Knee Pain

Cartilage is the connective tissue that coats the bones inside your joints and provides structure to ears and noses. A tough but flexible substance, cartilage is mostly water and gel. It has no nerves or blood vessels.

It has different jobs, but the one you’re probably most familiar with is cushioning joints. When cartilage starts to break down, your joints hurt — especially the knees. Shoulders and ankles can have problems too. Cartilage wears and gets weaker as you get older. An injury, like a ligament tear, also can cause cartilage damage. Joints without enough cartilage can develop arthritis.

Justin Arner, MD is an orthopaedic surgeon and sports medicine specialist with Burke and Bradley Orthopedics–UPMC. We asked him to weigh in on cartilage restoration and transplantation in young athletes and active people.

“With cartilage restoration, people can avoid the metal and plastic knee replacement options and ultimately preserve the joint,” says Dr. Arner. “This procedure is most common in the knee, but cartilage restoration can be used in other regions.”

Cartilage Restoration: An Emerging Science

Your body doesn’t make new cartilage without some kind of medical intervention. This is why cartilage repair is considered to be regenerative medicine. Regenerative medicine uses tissue engineering to repair problems the body can’t repair itself. Researchers have been investigating how to grow new cartilage, and studies show potential. But the expectations for regenerative medicine have sometimes gotten ahead of what doctors can actually do.

The good news is that the science is promising. Plus, surgeons have come up with proven techniques to help reduce pain from loss of cartilage. It’s important to keep in mind that cartilage restoration isn’t right for everyone. Many cartilage treatments are covered by insurance when physical therapy and other nonoperative approaches like injections aren’t successful. Some treatments are offered only as an out-of-pocket cost. Talk to your doctor and check with your insurance provider about coverage for your specific treatment.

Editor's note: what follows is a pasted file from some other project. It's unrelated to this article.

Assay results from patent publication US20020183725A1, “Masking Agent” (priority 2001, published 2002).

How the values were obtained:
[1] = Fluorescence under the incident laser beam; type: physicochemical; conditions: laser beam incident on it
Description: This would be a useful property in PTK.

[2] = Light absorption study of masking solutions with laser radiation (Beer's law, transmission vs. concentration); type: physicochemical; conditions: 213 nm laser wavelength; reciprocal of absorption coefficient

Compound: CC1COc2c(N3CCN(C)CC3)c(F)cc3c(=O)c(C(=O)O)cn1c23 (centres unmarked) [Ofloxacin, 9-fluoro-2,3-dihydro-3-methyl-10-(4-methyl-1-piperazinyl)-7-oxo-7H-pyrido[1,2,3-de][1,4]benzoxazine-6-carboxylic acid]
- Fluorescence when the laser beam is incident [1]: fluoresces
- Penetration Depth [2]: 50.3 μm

“It’s important to note that, while cartilage restoration techniques continue to emerge, they’re certainly not experimental. This is an established science, and there is good research showing these are effective procedures on the right candidate,” says Dr. Arner. “It is a hot topic right now that continues to emerge and research suggests it can be made even less invasive and even more effective in the future.”

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Cartilage Restoration Techniques

Surgeons have options to restore cartilage, which are selected based on the patient’s specific needs (severity of injury, cartilage condition, active lifestyle, etc.). The most common techniques are:

  • Microfracture or drilling: Using an awl or drill, the surgeon makes small holes in the joint surface, which releases bone marrow elements and prompts healing. Your body creates a new blood supply, which can stimulate the growth of new cartilage.
  • Implantation: The surgeon removes the damaged cartilage, as well as a small bit of healthy cartilage. They use the healthy cartilage to grow new cartilage in the lab. When the cartilage is ready, the surgeon measures and cuts it to fit, then implants it where your cartilage is worn.
  • Transplantation: The surgeon takes healthy cartilage tissue from an area of bone that isn’t weightbearing (where you don’t need it as much). Then they transplant it to where you do need it. Surgeons also use donor cartilage from cadavers if a larger area of tissue is needed.

“Historically, orthopaedic surgeons have used plugs of cartilage with bone from other parts of the knee to promote healing. The surface technique with a biopsy of cartilage grown in the lab and transplanting donated cartilage are newer approaches. Microfracture is very effective short-term, but the newer approaches are often longer lasting,” says Dr. Arner.